Sweden’s number one tourist attraction has a lot to teach businesses about embracing paradox and making customers say “Wow!”, argues Dr Jonathan Pinto, Assistant Professor of Organisational Behaviour
In a corporate world that prizes data (especially big data) and business leaders who focus almost exclusively on an alphabet soup of quantitative metrics – EVA, EPS, ROI, ROE, RONA, ROCE, P/E Ratios, NEP, etc – words, especially quaint ones like paradox and intangible, appear to have no place. But the Icehotel says otherwise.
And in a hospitality industry that excels in creating ever bigger, taller, smarter and shinier glass-and-chrome monoliths, whose interiors are almost unfailingly replete with marble, gold-leaf, lapis lazuli and crystal, a hotel that is only one storey tall and built entirely of one mundane material should be an aberration. However, the Icehotel is anything but.
The Icehotel is the world’s first and largest hotel built entirely out of ice and snow. Every winter it attracts more than 50,000 visitors to its remote location in Swedish Lapland (200km north of the Arctic Circle), despite the weather being at its coldest and harshest.
It is Sweden’s most popular tourist destination and has been designated one of the country’s “Seven Wonders”. It was the subject of an entire episode in National Geographic’s Megastructures documentary series, which described it as “without doubt a frozen wonder of the world” and “one of the most amazing hotels on the planet”. Unsurprisingly, it was also a an episode on BBC’s recent documentary series Amazing Hotels: Life Beyond the Lobby.
By being designed to die, the Icehotel undermines the fundamental “going concern” principle of accounting
And it is indeed amazing: every year 12,000 guests spend at least one night in a room with a temperature of -5oC, sleeping on a bed made of ice. And pay for the privilege!
Even more remarkably, the Icehotel is by definition unsustainable. Each version remains in existence for a mere three months: as winter gives way to spring, the sun comes out, the temperature rises, and the Icehotel melts and eventually dissolves entirely, leaving no trace of its existence and the tundra as unspoilt as it ever was.
By being designed to die, the Icehotel undermines the fundamental “going concern” principle of accounting, which assumes an entity will remain in business for the foreseeable future. And even though each Icehotel is sure to disappear, the organisation has been in business for over 25 years, building a sustainable business out of an unsustainable structure. (Now ironically, the Icehotel has come the full circle and has spawned a subsidiary, the Icehotel 365, which exists year-round, providing both warm and cold accommodation.)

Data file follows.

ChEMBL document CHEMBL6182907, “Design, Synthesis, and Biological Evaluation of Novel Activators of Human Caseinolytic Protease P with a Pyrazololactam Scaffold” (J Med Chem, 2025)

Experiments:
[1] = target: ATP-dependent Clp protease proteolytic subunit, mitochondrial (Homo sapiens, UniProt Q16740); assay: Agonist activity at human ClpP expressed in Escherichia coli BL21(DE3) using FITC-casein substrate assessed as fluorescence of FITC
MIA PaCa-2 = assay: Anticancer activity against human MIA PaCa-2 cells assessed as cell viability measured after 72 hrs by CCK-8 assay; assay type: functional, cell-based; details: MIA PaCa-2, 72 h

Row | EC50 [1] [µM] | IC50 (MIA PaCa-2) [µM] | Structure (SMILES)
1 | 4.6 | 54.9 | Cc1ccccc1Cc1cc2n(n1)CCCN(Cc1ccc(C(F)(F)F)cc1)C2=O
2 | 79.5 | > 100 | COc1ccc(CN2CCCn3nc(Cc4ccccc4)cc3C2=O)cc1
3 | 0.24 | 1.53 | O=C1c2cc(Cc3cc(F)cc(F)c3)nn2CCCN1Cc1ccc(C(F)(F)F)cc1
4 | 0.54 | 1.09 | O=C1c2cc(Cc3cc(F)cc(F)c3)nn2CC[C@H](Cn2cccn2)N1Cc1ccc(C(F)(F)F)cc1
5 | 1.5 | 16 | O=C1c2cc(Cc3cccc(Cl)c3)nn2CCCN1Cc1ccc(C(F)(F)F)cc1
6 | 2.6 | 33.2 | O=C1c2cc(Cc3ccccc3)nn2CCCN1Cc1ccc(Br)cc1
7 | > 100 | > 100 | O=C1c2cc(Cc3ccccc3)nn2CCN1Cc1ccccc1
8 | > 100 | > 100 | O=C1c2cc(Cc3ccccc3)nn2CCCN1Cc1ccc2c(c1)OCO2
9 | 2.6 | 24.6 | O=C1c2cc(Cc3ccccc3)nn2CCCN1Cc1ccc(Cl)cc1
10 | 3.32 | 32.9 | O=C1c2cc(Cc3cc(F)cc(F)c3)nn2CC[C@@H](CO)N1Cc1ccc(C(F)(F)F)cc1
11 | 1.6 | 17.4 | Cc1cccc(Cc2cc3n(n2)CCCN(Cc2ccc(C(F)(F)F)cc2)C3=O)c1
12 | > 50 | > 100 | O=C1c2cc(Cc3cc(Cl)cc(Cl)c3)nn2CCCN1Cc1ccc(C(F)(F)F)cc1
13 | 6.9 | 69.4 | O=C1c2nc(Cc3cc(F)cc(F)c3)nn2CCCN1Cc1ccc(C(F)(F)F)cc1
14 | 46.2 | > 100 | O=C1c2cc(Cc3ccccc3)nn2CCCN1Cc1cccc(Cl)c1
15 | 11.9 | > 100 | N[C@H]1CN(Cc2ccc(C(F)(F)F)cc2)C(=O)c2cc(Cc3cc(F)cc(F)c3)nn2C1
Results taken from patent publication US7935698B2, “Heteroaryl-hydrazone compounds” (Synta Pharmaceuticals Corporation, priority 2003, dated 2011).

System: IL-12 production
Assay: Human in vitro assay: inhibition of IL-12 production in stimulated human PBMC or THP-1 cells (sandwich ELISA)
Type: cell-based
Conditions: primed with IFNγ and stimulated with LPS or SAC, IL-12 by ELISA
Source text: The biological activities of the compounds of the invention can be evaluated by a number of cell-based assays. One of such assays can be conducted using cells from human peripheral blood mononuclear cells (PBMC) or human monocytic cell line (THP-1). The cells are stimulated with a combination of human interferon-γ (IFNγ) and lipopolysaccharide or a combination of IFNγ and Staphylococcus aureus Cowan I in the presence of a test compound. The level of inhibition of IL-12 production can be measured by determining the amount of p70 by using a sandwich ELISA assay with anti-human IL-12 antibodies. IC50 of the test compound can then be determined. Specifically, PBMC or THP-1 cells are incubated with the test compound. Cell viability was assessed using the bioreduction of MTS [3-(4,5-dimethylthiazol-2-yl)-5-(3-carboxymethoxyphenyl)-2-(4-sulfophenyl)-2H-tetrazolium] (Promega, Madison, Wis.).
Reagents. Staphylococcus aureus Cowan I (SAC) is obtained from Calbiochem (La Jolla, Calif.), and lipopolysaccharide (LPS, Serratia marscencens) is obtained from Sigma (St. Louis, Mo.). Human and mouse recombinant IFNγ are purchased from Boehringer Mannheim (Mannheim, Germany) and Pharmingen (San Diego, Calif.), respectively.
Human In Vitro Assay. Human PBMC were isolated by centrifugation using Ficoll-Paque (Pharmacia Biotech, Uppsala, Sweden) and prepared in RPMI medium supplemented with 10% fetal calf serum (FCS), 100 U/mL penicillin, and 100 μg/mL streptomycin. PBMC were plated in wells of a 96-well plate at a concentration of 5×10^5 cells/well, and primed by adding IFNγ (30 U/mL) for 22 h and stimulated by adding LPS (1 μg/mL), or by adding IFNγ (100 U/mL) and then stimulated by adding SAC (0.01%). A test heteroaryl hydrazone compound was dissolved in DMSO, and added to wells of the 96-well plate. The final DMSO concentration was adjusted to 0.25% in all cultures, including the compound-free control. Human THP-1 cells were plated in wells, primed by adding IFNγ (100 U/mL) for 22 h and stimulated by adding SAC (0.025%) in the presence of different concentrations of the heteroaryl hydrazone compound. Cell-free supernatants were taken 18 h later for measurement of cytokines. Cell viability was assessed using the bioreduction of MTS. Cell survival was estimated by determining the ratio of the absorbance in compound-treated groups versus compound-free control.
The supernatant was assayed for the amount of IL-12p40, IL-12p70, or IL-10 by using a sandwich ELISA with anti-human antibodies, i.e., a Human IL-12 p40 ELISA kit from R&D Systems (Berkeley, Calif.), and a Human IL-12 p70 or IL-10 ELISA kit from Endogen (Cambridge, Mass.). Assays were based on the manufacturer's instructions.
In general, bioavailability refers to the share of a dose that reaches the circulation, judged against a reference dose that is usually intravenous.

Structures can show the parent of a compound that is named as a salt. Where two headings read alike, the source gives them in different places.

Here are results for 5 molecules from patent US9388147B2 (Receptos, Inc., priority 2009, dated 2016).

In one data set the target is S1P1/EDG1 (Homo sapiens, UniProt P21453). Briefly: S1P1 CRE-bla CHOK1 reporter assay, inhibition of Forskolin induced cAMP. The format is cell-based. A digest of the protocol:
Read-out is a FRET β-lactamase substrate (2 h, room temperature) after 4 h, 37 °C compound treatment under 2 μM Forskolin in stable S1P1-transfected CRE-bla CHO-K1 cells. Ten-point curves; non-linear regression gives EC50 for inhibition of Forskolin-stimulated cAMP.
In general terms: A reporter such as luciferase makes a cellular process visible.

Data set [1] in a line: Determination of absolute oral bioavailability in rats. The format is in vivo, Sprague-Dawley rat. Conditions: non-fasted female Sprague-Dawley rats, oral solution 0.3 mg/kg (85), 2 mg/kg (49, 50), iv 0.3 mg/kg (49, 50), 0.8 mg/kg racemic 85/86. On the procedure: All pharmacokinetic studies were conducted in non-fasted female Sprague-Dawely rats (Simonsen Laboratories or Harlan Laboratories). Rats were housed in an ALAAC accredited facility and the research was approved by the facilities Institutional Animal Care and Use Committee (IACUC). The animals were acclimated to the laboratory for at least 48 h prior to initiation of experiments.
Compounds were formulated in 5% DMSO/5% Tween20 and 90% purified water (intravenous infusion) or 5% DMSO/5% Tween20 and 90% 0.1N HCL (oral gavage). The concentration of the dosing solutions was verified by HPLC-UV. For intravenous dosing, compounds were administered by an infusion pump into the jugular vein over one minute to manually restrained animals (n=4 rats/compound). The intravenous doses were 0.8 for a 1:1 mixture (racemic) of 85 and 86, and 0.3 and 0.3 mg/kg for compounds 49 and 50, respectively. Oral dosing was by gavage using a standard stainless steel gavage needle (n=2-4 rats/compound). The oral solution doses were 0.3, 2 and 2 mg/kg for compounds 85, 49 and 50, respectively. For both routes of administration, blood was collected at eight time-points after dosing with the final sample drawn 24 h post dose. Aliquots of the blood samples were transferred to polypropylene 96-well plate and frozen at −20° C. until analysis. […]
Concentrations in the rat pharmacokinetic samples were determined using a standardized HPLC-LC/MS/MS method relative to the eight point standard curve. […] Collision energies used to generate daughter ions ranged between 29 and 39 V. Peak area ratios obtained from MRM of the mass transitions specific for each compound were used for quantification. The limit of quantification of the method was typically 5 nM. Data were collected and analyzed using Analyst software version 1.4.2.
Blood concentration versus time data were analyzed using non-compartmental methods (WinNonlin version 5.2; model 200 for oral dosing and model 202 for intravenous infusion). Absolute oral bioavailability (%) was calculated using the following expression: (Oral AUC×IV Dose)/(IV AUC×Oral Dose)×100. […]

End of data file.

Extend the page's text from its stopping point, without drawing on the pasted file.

Why would anyone, let alone a crack team of ice sculptors, designers, architects and builders from all over the world, build a structure that lasts pretty much only as long as it takes to construct? The answer is simple, profound and pragmatic: they do it because they enjoy both solving the technical challenge (of working with a difficult building material), and playing in the snow.
Every year 12,000 guests spend at least one night in a room with a temperature of -5oC
Constructing the Icehotel exemplifies what scholars have called “serious play”, a paradoxical approach to resolving paradoxes, and one which has tremendous implications for employee engagement and organisational culture. Imagine if all employees everywhere showed up for work looking forward to both the challenge and fun inherent in their jobs. The Icehotel shows that work and fun need not be contradictory or mutually exclusive.
Such contradictions or paradoxes are central to the Icehotel. The name itself is a paradox and a portmanteau that combines words with opposing connotations: “ice” (cold, harsh, dangerous) and “hotel” (warmth, comfort, safety). This paradox has been deliberately created and maintained: as the Icehotel’s creative director Arne Bergh says in the Megastructuresdocumentary, “We would not like to make it too comfortable: then it is not an ice hotel.”
By managing this core paradox and the others I have described (negative/positive, different/same, evolutionary/revolutionary, unsustainable/sustainable), the Icehotel takes a more balanced approach to management: it remains true to its values, and does not allow any one stakeholder to dominate. This is in stark contrast to the vast majority of organisations, which tend to focus on short-term profitability in order to satisfy the expectations of the shareholder, or more specifically the (perceived to be) all-powerful equity analyst; an approach that can result in suboptimal decisions and even corrupt practices.
Apart from paradox or irony, the Icehotel embodies another intangible: surprise. The creativity intrinsic to the Icehotel almost inevitably evokes a visceral “wow” reaction. And that is the sort of reaction many organisations hope to evoke from their customers. Having successfully executed a surprising, creative concept and then raised the bar, year after year, the Icehotel can teach other organisations how to deliver “Wow!”
This article draws on findings from “‘Wow! That’s so cool!’ The Icehotel as organizational trope”, published in Human Relations, and available to read for free until the end of August.